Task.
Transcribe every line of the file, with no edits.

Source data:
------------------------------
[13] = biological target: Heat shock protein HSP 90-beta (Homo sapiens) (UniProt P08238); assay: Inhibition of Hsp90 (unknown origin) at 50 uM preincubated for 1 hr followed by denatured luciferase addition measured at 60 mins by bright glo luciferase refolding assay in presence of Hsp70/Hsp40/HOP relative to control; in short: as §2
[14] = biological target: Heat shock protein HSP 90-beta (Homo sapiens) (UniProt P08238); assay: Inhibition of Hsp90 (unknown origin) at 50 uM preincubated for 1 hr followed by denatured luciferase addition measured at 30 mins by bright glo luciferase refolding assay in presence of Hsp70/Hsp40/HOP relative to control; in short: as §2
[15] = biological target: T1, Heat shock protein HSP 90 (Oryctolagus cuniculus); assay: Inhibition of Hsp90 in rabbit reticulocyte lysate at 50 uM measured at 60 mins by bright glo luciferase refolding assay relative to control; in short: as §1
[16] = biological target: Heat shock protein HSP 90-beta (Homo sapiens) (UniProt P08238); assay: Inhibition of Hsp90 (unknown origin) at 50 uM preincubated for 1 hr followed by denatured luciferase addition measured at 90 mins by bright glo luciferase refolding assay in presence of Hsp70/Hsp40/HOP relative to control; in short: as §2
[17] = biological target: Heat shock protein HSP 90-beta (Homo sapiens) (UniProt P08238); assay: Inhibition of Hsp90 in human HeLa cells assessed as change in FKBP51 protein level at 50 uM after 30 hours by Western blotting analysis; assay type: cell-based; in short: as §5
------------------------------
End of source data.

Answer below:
[13] = biological target: Heat shock protein HSP 90-beta (Homo sapiens) (UniProt P08238); assay: Inhibition of Hsp90 (unknown origin) at 50 uM preincubated for 1 hr followed by denatured luciferase addition measured at 60 mins by bright glo luciferase refolding assay in presence of Hsp70/Hsp40/HOP relative to control; in short: as §2
[14] = biological target: Heat shock protein HSP 90-beta (Homo sapiens) (UniProt P08238); assay: Inhibition of Hsp90 (unknown origin) at 50 uM preincubated for 1 hr followed by denatured luciferase addition measured at 30 mins by bright glo luciferase refolding assay in presence of Hsp70/Hsp40/HOP relative to control; in short: as §2
[15] = biological target: T1, Heat shock protein HSP 90 (Oryctolagus cuniculus); assay: Inhibition of Hsp90 in rabbit reticulocyte lysate at 50 uM measured at 60 mins by bright glo luciferase refolding assay relative to control; in short: as §1
[16] = biological target: Heat shock protein HSP 90-beta (Homo sapiens) (UniProt P08238); assay: Inhibition of Hsp90 (unknown origin) at 50 uM preincubated for 1 hr followed by denatured luciferase addition measured at 90 mins by bright glo luciferase refolding assay in presence of Hsp70/Hsp40/HOP relative to control; in short: as §2
[17] = biological target: Heat shock protein HSP 90-beta (Homo sapiens) (UniProt P08238); assay: Inhibition of Hsp90 in human HeLa cells assessed as change in FKBP51 protein level at 50 uM after 30 hours by Western blotting analysis; assay type: cell-based; in short: as §5